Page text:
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Packaging is more than a box to protect a product. Sometimes, the outside is just as important as what is on the inside, especially when we’re taking about what is being communicated. 95 percent of new products introduced to the market will fail, mostly because the packaging isn’t sending the right message.

The whole process of unboxing a product is part of the buying experience, especially with millennials and Gen Z customers. Therefore, if you want to gain success and ensure continuous growth of your business, you need to master the art of great packaging. That means understanding poor packaging and how it impacts your business.

What Is Considered Poor Packaging?

First, let’s talk about what your packaging shouldn’t be. In a world that has come to value instant gratification and One-Day Expedited Shipping, you might think that sending out the shipment in any condition is fine as long as it arrives to its destination. But you also need to remember that first impressions are just as essential to the quality of a product as the craftsmanship of the item.

No one wants to receive a present that looks broken, battered, or stepped on. So it shouldn’t come as a surprise that poor packaging is considered just that—damaged goods.

The Real Cost of Poor Packaging

Poor packaging results in more than just a negative first impression of the delivered product. It can create a ripple that gradually alters the entire buying experience and cause distrust within your customers.

Here are the ways poor packaging can affect your business:

Ill-Fitting Packaging

Boxes that are too small, too large, or somehow doesn’t properly fit together are going to generate complaints no matter what. Even if you don’t hear these complaints, consumers are not going to take kindly to the appearance of ill-fitting packaging.

Packing items incorrectly opens up the possibility of damaging the products. Durable products can easily become scratched or dysfunctional if jostled during transport. Not only this, but customers will get the idea that you don’t really care about the item or how your brand is represented.

Boxes that are too small makes it difficult to remove products and can increase the chance of ruining the purchased goods. Boxes that are too big allow items to bounce around. Packaging like shipping paper or envelopes with sizes should also be considered, since these can be exposed to the elements, ripped, torn, and dirtied easily, especially when ill-fitting.

Damaged Packaging

A survey conducted by Smithers found that 58 percent of customers said they wouldn’t buy a product if the packaging is damaged. This is true for both in-store items and those being shipped. Cheap materials for economical shipping, ill-fitting packaging, and improper packaging techniques for protection are a huge turn-off to shoppers.

Sure, you can save money using less protection or purchasing cheaper packaging supplies, but that only looks good in the budget plans. In reality, you get rewarded with an increase of returns and damaged item claims. This will hike up the price of labor time and processing fees, as well as increase the turnaround time. All of this damages your brand reputation and makes your business less credible.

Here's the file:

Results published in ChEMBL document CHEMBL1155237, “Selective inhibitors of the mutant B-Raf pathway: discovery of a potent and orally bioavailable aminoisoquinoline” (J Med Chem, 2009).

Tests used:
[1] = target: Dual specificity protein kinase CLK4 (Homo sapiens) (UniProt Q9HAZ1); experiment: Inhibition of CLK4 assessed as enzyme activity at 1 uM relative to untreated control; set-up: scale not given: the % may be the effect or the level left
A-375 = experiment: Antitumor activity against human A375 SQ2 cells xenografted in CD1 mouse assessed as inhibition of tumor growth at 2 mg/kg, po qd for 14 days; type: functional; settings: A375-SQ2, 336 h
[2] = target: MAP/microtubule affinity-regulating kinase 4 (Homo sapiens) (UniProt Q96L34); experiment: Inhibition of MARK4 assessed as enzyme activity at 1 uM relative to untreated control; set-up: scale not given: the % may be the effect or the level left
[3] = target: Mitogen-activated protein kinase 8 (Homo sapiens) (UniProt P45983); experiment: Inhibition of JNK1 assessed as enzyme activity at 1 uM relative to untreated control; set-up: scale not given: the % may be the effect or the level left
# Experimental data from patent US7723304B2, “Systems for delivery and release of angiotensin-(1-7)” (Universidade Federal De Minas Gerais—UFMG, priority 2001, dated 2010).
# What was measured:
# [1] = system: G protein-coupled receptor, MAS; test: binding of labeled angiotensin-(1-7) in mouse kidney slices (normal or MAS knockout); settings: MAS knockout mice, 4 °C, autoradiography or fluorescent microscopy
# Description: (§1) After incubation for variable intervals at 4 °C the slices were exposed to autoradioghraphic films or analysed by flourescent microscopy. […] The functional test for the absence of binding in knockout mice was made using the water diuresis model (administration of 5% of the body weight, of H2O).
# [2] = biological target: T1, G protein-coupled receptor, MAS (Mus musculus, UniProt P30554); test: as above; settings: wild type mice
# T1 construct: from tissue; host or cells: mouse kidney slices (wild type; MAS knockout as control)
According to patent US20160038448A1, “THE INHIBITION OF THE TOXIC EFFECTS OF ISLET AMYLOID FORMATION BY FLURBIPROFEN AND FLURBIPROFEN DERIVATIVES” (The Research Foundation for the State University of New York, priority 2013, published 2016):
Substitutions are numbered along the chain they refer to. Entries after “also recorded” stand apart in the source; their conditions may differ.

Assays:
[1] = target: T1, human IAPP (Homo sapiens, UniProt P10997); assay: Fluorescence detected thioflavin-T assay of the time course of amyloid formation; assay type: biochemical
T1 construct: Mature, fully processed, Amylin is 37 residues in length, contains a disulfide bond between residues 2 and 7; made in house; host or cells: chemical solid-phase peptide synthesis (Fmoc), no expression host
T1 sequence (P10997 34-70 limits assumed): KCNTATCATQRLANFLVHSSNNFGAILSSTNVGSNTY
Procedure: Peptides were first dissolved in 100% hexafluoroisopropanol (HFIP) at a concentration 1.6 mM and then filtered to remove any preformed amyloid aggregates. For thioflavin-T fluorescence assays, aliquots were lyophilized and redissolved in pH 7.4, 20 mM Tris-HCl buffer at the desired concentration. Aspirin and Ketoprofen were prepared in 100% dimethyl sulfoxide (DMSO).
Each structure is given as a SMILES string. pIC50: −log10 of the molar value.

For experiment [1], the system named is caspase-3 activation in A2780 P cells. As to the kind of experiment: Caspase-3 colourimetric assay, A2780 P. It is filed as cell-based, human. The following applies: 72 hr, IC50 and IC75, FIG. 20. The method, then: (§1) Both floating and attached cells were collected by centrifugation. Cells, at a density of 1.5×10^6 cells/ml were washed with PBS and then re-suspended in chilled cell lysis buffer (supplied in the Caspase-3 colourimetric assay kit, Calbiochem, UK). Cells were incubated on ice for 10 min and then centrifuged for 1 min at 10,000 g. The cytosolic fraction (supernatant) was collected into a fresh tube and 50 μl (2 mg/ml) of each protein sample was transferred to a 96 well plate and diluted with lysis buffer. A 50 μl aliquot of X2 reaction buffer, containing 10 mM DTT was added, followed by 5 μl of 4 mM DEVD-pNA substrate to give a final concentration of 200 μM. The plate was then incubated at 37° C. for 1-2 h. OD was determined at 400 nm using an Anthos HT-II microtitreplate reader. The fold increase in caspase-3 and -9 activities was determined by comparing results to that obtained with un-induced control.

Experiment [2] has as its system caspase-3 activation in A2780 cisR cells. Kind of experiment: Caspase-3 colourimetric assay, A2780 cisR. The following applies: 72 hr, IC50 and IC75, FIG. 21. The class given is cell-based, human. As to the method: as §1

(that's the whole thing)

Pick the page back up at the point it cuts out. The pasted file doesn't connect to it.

Damaged Products

Since the shipping process is typically when products get damaged prior to reaching the buyer, you need to think about packaging goods to survive transport. Products should never be left unboxed, especially if there is a chance of it getting ripped, torn, dirty, or covered in mildew. PVC shrink wrap is just one way to prevent unfortunate things from happening during shipping.

Of course, if the product does reach the customer damaged, the manufacturer pays the price. You may have to refund the individual for the purchase, send compensation, or even discount the item to resell it to someone else. Furthermore, your business may take a hit if the customer mentions the damaged goods in a review.

Affected Brand Reputation

Another example of how poorly packaged goods affect brand reputation is inconsistency. Customers values credibility, authenticity, and consistency. In other words, if you aren’t using the same kind of boxes, or the quality of one shipment greatly varies from another, you are not upholding the promise of a consistent experience. Lacking a cohesive packing method looks unprofessional and disorganized. Ultimately, consumers will lose trust.

Decreased Sales & Incurred Losses

The biggest impact of poor packaging to your business is rather costly. Think for a moment about dealing with an unsatisfied customer. This includes the time spent discussing the issue over the phone or via email; the process of re-boxing the item and shipping it back to you or the manufacturer; the effect of the negative experience on the customer’s feedback; and even the cost of discounts and refunds.

Poor packaging, whether damaged or just poor by design, will deter people from selecting your products. Since most people are going to choose something with aesthetics and value, anything that looks unappealing, damaged, or flimsy is going to be disregarded.

Remember, even if it is one mishap, a single poor customer review is going to be seen by thousands—if not, millions—of potential customers. This will tarnish your brand, and it may be difficult to recover from such a blow.


The real cost of poor packaging goes beyond losing the power of a first impression or even establishing trust with a buyer. Poor packaging can negatively impact sales, revenue, and even the success of your business over time. Don’t let your poor packaging prevent your business from growing. Keep in mind that packaging is more than protection. It conveys a message—that you care about the buyer and want to create a lasting impression.

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